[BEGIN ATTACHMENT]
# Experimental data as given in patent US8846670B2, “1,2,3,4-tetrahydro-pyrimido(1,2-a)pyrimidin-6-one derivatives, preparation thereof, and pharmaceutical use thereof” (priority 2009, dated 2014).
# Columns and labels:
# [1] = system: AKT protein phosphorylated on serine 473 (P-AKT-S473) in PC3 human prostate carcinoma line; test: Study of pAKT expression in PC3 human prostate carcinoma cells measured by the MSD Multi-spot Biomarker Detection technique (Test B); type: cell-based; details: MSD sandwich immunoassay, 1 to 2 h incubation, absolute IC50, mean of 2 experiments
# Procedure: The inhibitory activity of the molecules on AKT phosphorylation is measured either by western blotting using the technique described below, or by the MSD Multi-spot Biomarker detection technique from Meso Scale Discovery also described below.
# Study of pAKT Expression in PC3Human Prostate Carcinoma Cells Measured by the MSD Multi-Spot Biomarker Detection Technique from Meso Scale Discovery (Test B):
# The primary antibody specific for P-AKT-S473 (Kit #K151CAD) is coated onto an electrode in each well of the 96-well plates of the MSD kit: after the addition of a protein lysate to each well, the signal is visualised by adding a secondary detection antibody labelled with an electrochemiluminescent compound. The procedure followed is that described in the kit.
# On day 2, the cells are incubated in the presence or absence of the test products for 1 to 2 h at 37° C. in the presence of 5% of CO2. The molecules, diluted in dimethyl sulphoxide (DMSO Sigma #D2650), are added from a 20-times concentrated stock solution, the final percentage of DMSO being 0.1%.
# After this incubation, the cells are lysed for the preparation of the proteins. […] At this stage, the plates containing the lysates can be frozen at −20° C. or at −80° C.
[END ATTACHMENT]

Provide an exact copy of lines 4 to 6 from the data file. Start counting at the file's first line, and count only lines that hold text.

# Procedure: The inhibitory activity of the molecules on AKT phosphorylation is measured either by western blotting using the technique described below, or by the MSD Multi-spot Biomarker detection technique from Meso Scale Discovery also described below.
# Study of pAKT Expression in PC3Human Prostate Carcinoma Cells Measured by the MSD Multi-Spot Biomarker Detection Technique from Meso Scale Discovery (Test B):
# The primary antibody specific for P-AKT-S473 (Kit #K151CAD) is coated onto an electrode in each well of the 96-well plates of the MSD kit: after the addition of a protein lysate to each well, the signal is visualised by adding a secondary detection antibody labelled with an electrochemiluminescent compound. The procedure followed is that described in the kit.